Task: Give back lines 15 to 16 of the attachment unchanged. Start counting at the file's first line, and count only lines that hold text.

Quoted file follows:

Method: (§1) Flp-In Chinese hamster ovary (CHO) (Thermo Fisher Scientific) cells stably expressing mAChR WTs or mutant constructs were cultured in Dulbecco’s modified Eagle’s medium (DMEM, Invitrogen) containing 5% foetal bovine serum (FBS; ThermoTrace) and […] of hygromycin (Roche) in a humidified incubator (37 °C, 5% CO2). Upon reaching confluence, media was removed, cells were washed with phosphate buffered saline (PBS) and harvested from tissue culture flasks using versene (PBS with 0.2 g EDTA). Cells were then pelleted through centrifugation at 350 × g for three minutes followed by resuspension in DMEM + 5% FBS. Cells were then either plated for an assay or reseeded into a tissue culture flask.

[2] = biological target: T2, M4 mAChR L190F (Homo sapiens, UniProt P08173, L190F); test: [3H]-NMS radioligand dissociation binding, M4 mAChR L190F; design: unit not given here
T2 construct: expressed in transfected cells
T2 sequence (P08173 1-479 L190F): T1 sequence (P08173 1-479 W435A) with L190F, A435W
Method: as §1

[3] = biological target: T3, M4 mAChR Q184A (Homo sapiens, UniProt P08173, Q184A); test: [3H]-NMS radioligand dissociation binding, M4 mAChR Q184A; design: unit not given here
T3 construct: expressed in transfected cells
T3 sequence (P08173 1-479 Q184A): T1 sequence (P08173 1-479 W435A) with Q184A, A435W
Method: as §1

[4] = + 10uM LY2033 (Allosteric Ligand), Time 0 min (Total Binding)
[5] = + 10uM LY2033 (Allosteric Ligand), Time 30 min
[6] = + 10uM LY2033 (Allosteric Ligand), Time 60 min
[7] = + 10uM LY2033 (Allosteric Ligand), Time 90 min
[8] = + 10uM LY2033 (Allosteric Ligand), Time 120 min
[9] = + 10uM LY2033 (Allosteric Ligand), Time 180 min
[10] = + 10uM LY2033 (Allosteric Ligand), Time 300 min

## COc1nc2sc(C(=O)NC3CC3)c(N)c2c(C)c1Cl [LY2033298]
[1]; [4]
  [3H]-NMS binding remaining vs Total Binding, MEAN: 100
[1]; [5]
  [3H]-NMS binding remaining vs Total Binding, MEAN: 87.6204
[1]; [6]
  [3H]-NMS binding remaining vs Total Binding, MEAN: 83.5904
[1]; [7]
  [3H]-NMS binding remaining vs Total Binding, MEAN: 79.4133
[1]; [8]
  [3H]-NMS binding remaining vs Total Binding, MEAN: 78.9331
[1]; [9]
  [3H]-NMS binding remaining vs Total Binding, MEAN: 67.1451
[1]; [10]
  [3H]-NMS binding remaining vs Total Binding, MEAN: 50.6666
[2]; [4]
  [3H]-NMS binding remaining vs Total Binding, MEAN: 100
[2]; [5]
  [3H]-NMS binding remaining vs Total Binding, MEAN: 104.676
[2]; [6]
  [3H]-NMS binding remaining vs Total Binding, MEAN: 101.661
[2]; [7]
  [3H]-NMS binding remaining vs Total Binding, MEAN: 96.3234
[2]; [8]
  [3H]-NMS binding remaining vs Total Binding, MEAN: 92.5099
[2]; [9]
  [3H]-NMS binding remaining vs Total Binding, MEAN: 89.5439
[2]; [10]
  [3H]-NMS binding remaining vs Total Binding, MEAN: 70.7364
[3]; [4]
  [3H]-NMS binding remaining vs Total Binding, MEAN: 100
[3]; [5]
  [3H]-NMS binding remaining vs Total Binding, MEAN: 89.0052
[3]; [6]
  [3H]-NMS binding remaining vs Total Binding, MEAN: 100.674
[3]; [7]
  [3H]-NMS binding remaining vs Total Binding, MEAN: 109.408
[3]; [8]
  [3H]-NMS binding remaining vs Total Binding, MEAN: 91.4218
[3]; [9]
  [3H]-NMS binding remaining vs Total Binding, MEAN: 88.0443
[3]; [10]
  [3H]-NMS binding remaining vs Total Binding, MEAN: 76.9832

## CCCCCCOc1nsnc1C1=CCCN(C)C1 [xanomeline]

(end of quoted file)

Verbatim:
[9] = + 10uM LY2033 (Allosteric Ligand), Time 180 min
[10] = + 10uM LY2033 (Allosteric Ligand), Time 300 min